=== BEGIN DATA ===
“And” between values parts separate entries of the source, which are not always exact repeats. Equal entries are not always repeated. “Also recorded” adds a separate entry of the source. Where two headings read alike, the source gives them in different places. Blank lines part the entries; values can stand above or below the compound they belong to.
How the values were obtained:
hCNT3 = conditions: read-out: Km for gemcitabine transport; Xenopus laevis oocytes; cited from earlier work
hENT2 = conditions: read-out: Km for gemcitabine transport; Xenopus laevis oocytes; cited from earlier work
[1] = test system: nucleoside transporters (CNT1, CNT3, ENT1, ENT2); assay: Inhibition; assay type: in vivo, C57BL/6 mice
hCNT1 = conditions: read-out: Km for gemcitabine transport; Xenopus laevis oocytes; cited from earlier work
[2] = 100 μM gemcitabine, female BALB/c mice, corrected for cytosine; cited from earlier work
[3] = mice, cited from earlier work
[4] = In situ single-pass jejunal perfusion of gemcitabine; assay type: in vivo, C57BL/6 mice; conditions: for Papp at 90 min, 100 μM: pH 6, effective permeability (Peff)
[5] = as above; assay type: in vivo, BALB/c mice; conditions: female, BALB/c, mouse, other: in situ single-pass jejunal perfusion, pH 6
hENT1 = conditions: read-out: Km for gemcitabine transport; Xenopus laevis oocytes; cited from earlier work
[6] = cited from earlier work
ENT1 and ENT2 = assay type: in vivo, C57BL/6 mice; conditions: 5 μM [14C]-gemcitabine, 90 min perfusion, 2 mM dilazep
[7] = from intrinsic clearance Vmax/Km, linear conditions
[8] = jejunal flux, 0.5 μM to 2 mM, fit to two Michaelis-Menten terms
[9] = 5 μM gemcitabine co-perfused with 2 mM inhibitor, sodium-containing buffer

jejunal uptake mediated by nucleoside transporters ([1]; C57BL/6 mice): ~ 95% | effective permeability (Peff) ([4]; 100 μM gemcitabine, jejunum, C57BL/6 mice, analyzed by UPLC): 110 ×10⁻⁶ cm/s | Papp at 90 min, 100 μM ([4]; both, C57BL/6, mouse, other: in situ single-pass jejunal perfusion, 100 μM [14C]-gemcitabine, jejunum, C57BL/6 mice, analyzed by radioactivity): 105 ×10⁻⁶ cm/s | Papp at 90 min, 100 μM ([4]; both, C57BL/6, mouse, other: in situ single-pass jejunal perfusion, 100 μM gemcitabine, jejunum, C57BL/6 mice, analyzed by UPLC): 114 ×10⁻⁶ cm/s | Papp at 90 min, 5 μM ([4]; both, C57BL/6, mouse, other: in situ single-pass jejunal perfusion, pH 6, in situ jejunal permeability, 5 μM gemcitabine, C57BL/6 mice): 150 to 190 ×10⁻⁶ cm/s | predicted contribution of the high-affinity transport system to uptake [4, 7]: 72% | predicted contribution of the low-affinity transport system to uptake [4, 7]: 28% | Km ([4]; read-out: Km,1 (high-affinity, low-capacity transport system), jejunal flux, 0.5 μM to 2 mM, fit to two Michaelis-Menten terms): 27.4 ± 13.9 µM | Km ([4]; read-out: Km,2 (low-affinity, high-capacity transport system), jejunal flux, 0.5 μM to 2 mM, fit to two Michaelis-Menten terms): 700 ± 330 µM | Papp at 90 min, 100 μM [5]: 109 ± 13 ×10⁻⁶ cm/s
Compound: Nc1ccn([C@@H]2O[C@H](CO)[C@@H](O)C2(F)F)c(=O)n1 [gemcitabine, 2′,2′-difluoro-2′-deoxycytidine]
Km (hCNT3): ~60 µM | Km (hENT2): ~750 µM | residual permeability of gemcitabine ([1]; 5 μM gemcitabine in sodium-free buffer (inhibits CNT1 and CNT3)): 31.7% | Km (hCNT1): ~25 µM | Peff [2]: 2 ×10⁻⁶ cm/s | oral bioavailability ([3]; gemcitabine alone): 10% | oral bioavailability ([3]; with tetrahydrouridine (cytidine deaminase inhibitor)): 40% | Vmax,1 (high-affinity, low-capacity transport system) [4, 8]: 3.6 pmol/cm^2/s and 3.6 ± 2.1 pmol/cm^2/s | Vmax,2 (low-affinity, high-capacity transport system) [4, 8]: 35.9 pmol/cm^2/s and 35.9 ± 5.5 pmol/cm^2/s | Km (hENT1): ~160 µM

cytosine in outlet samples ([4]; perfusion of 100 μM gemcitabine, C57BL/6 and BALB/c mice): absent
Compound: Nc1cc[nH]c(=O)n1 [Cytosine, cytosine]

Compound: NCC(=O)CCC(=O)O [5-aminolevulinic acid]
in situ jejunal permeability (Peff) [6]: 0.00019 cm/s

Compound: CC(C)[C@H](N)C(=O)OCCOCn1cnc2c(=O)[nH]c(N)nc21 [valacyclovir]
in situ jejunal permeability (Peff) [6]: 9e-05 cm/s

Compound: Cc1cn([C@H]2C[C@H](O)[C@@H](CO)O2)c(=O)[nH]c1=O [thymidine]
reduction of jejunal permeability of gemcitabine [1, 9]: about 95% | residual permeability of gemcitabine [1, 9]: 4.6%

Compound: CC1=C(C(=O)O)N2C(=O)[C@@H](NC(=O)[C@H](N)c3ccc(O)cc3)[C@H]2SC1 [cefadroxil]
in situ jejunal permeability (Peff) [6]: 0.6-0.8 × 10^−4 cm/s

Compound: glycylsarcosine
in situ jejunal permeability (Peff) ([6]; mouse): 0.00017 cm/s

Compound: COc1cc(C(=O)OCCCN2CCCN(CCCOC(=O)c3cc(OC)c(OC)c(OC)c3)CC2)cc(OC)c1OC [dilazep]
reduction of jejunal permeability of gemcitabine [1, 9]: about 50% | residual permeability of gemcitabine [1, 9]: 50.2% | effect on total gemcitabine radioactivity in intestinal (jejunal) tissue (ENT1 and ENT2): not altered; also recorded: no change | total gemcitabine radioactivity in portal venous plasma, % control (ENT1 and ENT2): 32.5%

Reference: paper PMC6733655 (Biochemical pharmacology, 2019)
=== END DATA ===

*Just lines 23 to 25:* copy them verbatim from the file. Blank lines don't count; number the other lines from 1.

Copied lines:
in situ jejunal permeability (Peff) [6]: 0.00019 cm/s

Compound: CC(C)[C@H](N)C(=O)OCCOCn1cnc2c(=O)[nH]c(N)nc21 [valacyclovir]
in situ jejunal permeability (Peff) [6]: 9e-05 cm/s